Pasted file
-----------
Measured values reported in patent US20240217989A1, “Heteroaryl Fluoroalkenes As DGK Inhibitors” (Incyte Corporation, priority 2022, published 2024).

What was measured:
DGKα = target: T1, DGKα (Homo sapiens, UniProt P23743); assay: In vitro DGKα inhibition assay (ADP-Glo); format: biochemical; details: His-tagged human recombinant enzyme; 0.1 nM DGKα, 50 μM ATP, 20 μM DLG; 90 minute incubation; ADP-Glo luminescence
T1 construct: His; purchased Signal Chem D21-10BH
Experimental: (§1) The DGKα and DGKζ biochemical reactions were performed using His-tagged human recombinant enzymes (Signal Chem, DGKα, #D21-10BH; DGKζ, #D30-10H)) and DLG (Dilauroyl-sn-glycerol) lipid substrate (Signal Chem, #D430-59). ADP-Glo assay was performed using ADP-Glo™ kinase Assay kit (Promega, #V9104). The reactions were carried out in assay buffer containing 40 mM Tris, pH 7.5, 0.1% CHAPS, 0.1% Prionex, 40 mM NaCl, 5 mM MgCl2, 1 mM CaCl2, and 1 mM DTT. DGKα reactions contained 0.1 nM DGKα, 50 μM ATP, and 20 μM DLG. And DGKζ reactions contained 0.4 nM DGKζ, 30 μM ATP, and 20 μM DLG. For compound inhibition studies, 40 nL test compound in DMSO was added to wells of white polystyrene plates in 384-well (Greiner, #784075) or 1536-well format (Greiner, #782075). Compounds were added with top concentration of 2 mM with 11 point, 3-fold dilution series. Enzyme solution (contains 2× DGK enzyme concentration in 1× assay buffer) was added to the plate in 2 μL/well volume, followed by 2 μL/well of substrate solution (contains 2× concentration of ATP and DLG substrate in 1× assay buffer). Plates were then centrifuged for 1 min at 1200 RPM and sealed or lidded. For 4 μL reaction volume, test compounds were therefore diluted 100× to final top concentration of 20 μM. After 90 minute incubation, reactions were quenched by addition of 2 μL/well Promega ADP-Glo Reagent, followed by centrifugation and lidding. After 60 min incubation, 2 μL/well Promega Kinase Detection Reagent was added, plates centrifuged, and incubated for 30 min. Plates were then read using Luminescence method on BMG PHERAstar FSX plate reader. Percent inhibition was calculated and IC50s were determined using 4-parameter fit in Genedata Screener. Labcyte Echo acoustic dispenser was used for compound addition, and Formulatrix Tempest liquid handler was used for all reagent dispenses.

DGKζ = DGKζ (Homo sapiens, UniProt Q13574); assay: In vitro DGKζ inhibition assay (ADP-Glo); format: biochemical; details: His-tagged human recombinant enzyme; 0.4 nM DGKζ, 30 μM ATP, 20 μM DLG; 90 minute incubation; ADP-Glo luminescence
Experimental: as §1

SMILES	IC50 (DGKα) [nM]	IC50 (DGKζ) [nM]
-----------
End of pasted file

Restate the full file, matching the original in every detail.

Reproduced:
Measured values reported in patent US20240217989A1, “Heteroaryl Fluoroalkenes As DGK Inhibitors” (Incyte Corporation, priority 2022, published 2024).

What was measured:
DGKα = target: T1, DGKα (Homo sapiens, UniProt P23743); assay: In vitro DGKα inhibition assay (ADP-Glo); format: biochemical; details: His-tagged human recombinant enzyme; 0.1 nM DGKα, 50 μM ATP, 20 μM DLG; 90 minute incubation; ADP-Glo luminescence
T1 construct: His; purchased Signal Chem D21-10BH
Experimental: (§1) The DGKα and DGKζ biochemical reactions were performed using His-tagged human recombinant enzymes (Signal Chem, DGKα, #D21-10BH; DGKζ, #D30-10H)) and DLG (Dilauroyl-sn-glycerol) lipid substrate (Signal Chem, #D430-59). ADP-Glo assay was performed using ADP-Glo™ kinase Assay kit (Promega, #V9104). The reactions were carried out in assay buffer containing 40 mM Tris, pH 7.5, 0.1% CHAPS, 0.1% Prionex, 40 mM NaCl, 5 mM MgCl2, 1 mM CaCl2, and 1 mM DTT. DGKα reactions contained 0.1 nM DGKα, 50 μM ATP, and 20 μM DLG. And DGKζ reactions contained 0.4 nM DGKζ, 30 μM ATP, and 20 μM DLG. For compound inhibition studies, 40 nL test compound in DMSO was added to wells of white polystyrene plates in 384-well (Greiner, #784075) or 1536-well format (Greiner, #782075). Compounds were added with top concentration of 2 mM with 11 point, 3-fold dilution series. Enzyme solution (contains 2× DGK enzyme concentration in 1× assay buffer) was added to the plate in 2 μL/well volume, followed by 2 μL/well of substrate solution (contains 2× concentration of ATP and DLG substrate in 1× assay buffer). Plates were then centrifuged for 1 min at 1200 RPM and sealed or lidded. For 4 μL reaction volume, test compounds were therefore diluted 100× to final top concentration of 20 μM. After 90 minute incubation, reactions were quenched by addition of 2 μL/well Promega ADP-Glo Reagent, followed by centrifugation and lidding. After 60 min incubation, 2 μL/well Promega Kinase Detection Reagent was added, plates centrifuged, and incubated for 30 min. Plates were then read using Luminescence method on BMG PHERAstar FSX plate reader. Percent inhibition was calculated and IC50s were determined using 4-parameter fit in Genedata Screener. Labcyte Echo acoustic dispenser was used for compound addition, and Formulatrix Tempest liquid handler was used for all reagent dispenses.

DGKζ = DGKζ (Homo sapiens, UniProt Q13574); assay: In vitro DGKζ inhibition assay (ADP-Glo); format: biochemical; details: His-tagged human recombinant enzyme; 0.4 nM DGKζ, 30 μM ATP, 20 μM DLG; 90 minute incubation; ADP-Glo luminescence
Experimental: as §1

SMILES	IC50 (DGKα) [nM]	IC50 (DGKζ) [nM]